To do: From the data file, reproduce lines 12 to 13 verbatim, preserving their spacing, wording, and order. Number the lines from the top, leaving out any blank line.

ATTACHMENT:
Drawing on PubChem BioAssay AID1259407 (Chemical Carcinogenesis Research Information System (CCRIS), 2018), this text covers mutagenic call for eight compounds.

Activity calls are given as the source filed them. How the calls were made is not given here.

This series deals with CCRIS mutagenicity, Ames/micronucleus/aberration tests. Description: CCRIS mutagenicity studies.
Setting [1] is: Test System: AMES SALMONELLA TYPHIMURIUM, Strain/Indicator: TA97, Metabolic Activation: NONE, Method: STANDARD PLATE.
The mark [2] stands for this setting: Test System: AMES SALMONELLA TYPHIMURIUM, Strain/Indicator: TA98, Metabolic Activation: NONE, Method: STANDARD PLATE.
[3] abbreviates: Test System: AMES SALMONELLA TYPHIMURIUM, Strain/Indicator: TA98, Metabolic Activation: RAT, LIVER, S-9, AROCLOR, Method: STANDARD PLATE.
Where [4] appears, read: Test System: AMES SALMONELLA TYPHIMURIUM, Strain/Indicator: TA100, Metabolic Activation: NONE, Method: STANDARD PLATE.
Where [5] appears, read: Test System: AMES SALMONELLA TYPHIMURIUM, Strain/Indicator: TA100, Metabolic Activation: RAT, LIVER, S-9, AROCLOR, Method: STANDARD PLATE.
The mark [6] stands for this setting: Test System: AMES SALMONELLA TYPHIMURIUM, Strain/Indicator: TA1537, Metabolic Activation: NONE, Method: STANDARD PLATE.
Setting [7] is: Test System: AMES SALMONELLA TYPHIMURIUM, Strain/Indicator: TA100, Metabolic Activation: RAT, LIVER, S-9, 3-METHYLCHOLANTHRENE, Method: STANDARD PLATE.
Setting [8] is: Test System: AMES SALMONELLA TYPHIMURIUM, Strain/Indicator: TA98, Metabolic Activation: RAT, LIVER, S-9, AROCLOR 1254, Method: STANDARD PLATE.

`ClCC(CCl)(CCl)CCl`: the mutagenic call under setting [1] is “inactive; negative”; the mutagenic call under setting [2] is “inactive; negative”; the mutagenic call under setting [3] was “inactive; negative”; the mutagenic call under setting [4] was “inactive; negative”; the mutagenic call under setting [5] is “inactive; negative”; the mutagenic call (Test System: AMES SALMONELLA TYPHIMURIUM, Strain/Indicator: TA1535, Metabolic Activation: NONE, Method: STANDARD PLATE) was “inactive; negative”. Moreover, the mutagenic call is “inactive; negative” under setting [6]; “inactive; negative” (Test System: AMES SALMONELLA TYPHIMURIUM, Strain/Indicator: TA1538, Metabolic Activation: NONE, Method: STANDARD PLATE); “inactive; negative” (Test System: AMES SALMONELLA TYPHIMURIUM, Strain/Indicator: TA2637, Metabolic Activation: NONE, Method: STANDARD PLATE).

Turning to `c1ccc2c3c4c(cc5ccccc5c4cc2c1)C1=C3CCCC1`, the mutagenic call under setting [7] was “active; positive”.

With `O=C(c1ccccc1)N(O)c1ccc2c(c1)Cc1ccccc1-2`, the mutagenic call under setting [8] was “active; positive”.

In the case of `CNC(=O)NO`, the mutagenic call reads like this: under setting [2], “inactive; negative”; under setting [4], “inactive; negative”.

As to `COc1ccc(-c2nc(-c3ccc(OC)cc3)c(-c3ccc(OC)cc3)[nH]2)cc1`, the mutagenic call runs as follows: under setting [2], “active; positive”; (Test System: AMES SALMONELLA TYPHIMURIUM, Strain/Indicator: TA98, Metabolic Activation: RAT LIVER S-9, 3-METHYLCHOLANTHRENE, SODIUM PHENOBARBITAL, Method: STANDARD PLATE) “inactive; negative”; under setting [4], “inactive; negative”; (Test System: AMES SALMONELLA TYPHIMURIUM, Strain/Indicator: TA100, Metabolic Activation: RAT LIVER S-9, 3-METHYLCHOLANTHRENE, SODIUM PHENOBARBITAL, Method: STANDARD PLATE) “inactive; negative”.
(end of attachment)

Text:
`ClCC(CCl)(CCl)CCl`: the mutagenic call under setting [1] is “inactive; negative”; the mutagenic call under setting [2] is “inactive; negative”; the mutagenic call under setting [3] was “inactive; negative”; the mutagenic call under setting [4] was “inactive; negative”; the mutagenic call under setting [5] is “inactive; negative”; the mutagenic call (Test System: AMES SALMONELLA TYPHIMURIUM, Strain/Indicator: TA1535, Metabolic Activation: NONE, Method: STANDARD PLATE) was “inactive; negative”. Moreover, the mutagenic call is “inactive; negative” under setting [6]; “inactive; negative” (Test System: AMES SALMONELLA TYPHIMURIUM, Strain/Indicator: TA1538, Metabolic Activation: NONE, Method: STANDARD PLATE); “inactive; negative” (Test System: AMES SALMONELLA TYPHIMURIUM, Strain/Indicator: TA2637, Metabolic Activation: NONE, Method: STANDARD PLATE).

Turning to `c1ccc2c3c4c(cc5ccccc5c4cc2c1)C1=C3CCCC1`, the mutagenic call under setting [7] was “active; positive”.